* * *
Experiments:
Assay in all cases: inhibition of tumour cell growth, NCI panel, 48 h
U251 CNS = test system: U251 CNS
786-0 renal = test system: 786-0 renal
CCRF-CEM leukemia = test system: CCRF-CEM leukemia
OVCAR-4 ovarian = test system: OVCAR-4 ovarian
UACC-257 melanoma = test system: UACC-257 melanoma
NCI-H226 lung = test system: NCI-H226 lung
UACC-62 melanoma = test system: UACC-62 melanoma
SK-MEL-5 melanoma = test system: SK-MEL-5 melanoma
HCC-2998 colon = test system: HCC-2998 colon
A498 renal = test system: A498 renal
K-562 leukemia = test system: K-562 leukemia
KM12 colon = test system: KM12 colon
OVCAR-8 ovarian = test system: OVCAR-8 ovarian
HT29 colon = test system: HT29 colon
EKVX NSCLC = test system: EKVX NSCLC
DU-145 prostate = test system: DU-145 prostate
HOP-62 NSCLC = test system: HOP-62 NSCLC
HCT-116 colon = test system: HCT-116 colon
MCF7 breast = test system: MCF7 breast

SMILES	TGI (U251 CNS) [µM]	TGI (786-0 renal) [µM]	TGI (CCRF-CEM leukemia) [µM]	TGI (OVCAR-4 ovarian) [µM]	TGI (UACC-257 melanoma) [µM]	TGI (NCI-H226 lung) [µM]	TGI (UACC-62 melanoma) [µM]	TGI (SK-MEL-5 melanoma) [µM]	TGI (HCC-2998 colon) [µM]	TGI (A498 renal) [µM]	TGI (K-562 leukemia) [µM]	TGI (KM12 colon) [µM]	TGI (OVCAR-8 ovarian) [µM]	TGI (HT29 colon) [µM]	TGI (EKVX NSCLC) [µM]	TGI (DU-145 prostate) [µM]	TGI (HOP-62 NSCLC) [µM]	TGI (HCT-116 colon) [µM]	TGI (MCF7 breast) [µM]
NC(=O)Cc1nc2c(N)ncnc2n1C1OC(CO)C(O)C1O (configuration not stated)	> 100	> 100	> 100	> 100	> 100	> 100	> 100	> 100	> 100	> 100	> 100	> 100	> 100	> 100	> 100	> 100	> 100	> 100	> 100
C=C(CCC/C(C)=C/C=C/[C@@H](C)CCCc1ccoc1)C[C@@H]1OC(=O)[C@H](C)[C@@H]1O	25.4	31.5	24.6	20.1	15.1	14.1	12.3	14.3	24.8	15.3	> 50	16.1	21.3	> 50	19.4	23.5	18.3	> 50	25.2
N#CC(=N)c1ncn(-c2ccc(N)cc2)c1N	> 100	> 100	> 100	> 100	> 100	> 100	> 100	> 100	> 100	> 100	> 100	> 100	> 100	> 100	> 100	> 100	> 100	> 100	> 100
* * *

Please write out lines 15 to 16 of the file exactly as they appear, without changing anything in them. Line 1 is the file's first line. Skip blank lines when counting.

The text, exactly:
OVCAR-8 ovarian = test system: OVCAR-8 ovarian
HT29 colon = test system: HT29 colon